Besides dealing with all the stuff I used to have to deal with, I now deal with sexuality more. To the family members that still don’t know, I am walking on eggshells. “No, I don’t have a boyfriend and no there are no guys I am interested in.” Unfortunately those who still don’t know don’t know because they have made their anti-gay feelings very clear in the past.

My mom has been the toughest part though. She always says she supports me and my “decision” but I simply don’t feel it. She urged me not to tell anyone at work about my sexuality because people wouldn’t understand and would be mean. She asks if there is any way that I might like boys because how would I know if I never had a boyfriend or girlfriend? I try explaining that I don’t need that kind of evidence and that I know I’m gay because of how I feel. But she just doesn’t get it. All I want to say is “well how do you you know you aren’t gay if you have never had a girlfriend?” The answer is simple. You. Just. Know.  She asks me how I can have a normal wedding if I marry a girl. Today was particularly bad. I had manged to get her to watch a twenty minute episode of Faking It with me. I really relate to the feelings of confusion and unrequited love in the show and thought it could be a good starting point in conversation. However, when the non-racy kissing scene came (which I find very sweet) she covered her eyes and exclaimed “EW!” then said “I can’t believe they show this stuff on TV.” She didn’t mean to hurt my feelings but she did. It sort felt like a knife through the heart. She doesn’t even realize how the things she says are wrong and  tries to brush by saying she “comes from a different time.” but you know what, it’s still hurtful and homophobic. Your parents are the people that you hope will always be on your side no matter what and it feels like she isn’t. I want to be able be close with my mom and share my life with her, but every time I do, I just end up feeling terrible about myself.

A Whole New World

Okay so… I only knew of like two lesbians in high school. They dated each other and everyone was a little weirded out by them. I must admit, I was a little taken aback by them too. Not because it grossed me out, but because they fascinated me. They were the only lesbian couple I had ever seen in person. However, there was no way I was coming out to everyone in high school. I just stuck with my friends and did my own thing. Now that I’m in college, and my sexuality is somewhat common knowledge here, I sort of want to get into the dating game. Now, my problem there is that I tend to lean more towards the feminine girls. It’s just how I roll. However, it makes it kind of difficult to identify them. With girls who lean more towards the butch side, it is usually relatively easy. For us femme-type girls, not so much.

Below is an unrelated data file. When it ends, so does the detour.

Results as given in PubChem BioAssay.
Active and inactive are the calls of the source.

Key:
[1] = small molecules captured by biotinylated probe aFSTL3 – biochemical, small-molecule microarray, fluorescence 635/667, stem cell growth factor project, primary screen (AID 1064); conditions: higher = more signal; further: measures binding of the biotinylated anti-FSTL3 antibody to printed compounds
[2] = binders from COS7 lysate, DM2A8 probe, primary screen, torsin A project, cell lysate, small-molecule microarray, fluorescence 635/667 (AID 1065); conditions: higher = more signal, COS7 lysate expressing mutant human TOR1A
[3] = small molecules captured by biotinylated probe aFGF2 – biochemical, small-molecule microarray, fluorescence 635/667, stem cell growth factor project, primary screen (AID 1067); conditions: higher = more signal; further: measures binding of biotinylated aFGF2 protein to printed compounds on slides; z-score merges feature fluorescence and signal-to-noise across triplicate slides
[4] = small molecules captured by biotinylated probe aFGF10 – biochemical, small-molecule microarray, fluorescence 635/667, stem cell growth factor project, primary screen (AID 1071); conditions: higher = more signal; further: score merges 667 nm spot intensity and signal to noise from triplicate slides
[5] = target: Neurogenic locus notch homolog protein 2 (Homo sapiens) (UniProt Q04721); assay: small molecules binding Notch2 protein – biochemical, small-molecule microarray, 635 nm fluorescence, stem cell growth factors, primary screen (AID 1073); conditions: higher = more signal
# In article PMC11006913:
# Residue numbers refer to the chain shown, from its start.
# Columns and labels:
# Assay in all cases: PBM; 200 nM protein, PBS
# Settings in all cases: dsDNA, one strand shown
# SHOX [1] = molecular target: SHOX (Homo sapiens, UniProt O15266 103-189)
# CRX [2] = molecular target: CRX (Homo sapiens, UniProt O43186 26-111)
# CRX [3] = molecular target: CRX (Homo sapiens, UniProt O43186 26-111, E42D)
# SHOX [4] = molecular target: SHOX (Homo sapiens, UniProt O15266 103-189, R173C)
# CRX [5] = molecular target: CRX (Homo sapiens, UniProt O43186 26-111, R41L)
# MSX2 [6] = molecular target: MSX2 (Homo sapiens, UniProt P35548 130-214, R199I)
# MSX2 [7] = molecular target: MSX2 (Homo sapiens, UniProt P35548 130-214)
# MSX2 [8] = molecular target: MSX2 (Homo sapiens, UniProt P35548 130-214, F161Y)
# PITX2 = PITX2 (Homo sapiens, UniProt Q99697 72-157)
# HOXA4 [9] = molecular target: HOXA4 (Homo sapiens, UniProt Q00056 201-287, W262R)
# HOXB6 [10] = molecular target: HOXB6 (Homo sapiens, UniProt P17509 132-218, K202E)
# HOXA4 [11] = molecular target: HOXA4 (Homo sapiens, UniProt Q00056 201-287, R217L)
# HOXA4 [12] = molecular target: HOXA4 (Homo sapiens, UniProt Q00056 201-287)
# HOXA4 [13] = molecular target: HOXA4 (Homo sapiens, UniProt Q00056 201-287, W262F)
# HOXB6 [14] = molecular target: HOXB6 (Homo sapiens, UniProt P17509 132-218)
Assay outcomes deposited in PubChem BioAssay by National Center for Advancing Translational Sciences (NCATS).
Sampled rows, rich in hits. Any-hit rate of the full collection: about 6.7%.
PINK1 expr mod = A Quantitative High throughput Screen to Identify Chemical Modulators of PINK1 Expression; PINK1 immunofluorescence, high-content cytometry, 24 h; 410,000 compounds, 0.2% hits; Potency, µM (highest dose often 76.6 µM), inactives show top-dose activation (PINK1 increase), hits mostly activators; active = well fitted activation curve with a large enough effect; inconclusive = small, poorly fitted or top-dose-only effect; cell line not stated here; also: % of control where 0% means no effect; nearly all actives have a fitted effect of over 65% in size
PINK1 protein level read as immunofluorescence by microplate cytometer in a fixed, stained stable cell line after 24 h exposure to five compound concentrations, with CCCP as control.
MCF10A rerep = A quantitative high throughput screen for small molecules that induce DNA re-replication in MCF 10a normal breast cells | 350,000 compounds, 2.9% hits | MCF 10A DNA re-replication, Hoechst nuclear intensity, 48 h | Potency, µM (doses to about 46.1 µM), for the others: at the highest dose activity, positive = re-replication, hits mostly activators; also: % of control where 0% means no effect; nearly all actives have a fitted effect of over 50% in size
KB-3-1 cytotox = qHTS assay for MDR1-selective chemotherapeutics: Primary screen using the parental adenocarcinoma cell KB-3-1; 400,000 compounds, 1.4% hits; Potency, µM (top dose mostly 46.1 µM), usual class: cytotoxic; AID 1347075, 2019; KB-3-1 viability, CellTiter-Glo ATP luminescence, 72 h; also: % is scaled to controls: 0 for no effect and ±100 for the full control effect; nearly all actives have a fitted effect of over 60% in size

I really wish we just had like sims icons over our heads that only other lesbians could see because I spend a lot of my time playing the gay guessing game. If I find a girl attractive, I literally look for anything in their appearance or  speech that could possibly mean that they like the ladies. Unfortunately, its appears my gaydar is tragically broken.

Also in turn, I have realized that to other people, I may appear straight as a pin. I want to send off some lesbians vibes too, so that just maybe someone would take a chance hitting on me.  So I often find myself wondering “should I get some piercings?” “maybe a leather jacket and some combat boots?” “what if I dyed my hair or maybe  (ugh) broke down and cut my hair short?” Now I know that sexuality shouldn’t be based on appearance and that straight girls could totally have all of the above things too. Also, I shouldn’t change my style or demeanor in order to be with people, that defeats the entire purpose.  But honestly, I am just desperate to send of some sort of signal without sporting a rainbow cape.

Another struggle I face in the collegiate lesbian dating game is that I tend to find that most lesbians I do meet are already coupled up. For instance, one of the girls I’m living with next year plays for a school sports team that happens to have a high number of lesbians. She took me and our other roommates to a party of theirs and I was very excited to get my flirt on. However the night pretty much broke down into two categories.

1. That girl I think is really cute and has a great smile… is dating that other girl over there.

2. Wow! this girl I’m talking to is so great! We have so much in common, she’s funny and sooo pretty. And she’s talking to me, me! Oh wait, did she just say “I just broke up with my boyfriend”? Dammit. I guess I’m friendzoned then.

Y’all, the struggle is real. I spend half my time not knowing if it’s appropriate to flirt or majorly striking out if I do try. Boys, I really feel ya on this one. Hats off to you.

But… honestly even if I’m not tearing it up in the dating world yet. I’m still very proud of myself. Two years ago I would never have dreamed that I would even by entertaining the idea of dating somebody. At 18, I have plenty of time to find a relationship and I should just enjoy being able to live my life freely right now because I have come so far in accepting myself and being exactly who I am.